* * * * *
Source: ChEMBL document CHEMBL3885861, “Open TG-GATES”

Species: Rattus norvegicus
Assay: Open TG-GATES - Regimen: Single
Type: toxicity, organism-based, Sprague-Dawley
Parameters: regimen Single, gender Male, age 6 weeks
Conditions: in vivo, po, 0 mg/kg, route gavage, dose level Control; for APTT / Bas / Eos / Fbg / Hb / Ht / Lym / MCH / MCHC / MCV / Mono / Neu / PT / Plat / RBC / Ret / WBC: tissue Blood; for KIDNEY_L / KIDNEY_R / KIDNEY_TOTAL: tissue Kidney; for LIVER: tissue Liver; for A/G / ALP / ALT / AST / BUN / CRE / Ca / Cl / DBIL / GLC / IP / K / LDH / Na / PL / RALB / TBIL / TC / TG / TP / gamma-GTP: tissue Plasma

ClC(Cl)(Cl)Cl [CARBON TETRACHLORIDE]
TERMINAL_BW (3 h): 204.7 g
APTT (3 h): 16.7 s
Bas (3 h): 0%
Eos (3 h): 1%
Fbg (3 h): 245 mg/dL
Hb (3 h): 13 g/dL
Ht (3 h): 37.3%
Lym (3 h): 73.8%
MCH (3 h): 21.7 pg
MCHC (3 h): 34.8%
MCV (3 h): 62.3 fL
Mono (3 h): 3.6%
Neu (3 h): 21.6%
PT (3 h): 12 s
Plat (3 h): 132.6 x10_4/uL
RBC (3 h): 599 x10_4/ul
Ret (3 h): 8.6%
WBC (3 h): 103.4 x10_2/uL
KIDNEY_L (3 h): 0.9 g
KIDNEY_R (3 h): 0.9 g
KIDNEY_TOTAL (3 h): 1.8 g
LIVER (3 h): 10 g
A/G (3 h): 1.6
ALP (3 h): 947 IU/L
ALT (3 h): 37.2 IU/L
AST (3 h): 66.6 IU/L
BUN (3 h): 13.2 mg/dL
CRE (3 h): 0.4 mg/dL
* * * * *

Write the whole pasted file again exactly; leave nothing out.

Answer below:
Source: ChEMBL document CHEMBL3885861, “Open TG-GATES”

Species: Rattus norvegicus
Assay: Open TG-GATES - Regimen: Single
Type: toxicity, organism-based, Sprague-Dawley
Parameters: regimen Single, gender Male, age 6 weeks
Conditions: in vivo, po, 0 mg/kg, route gavage, dose level Control; for APTT / Bas / Eos / Fbg / Hb / Ht / Lym / MCH / MCHC / MCV / Mono / Neu / PT / Plat / RBC / Ret / WBC: tissue Blood; for KIDNEY_L / KIDNEY_R / KIDNEY_TOTAL: tissue Kidney; for LIVER: tissue Liver; for A/G / ALP / ALT / AST / BUN / CRE / Ca / Cl / DBIL / GLC / IP / K / LDH / Na / PL / RALB / TBIL / TC / TG / TP / gamma-GTP: tissue Plasma

ClC(Cl)(Cl)Cl [CARBON TETRACHLORIDE]
TERMINAL_BW (3 h): 204.7 g
APTT (3 h): 16.7 s
Bas (3 h): 0%
Eos (3 h): 1%
Fbg (3 h): 245 mg/dL
Hb (3 h): 13 g/dL
Ht (3 h): 37.3%
Lym (3 h): 73.8%
MCH (3 h): 21.7 pg
MCHC (3 h): 34.8%
MCV (3 h): 62.3 fL
Mono (3 h): 3.6%
Neu (3 h): 21.6%
PT (3 h): 12 s
Plat (3 h): 132.6 x10_4/uL
RBC (3 h): 599 x10_4/ul
Ret (3 h): 8.6%
WBC (3 h): 103.4 x10_2/uL
KIDNEY_L (3 h): 0.9 g
KIDNEY_R (3 h): 0.9 g
KIDNEY_TOTAL (3 h): 1.8 g
LIVER (3 h): 10 g
A/G (3 h): 1.6
ALP (3 h): 947 IU/L
ALT (3 h): 37.2 IU/L
AST (3 h): 66.6 IU/L
BUN (3 h): 13.2 mg/dL
CRE (3 h): 0.4 mg/dL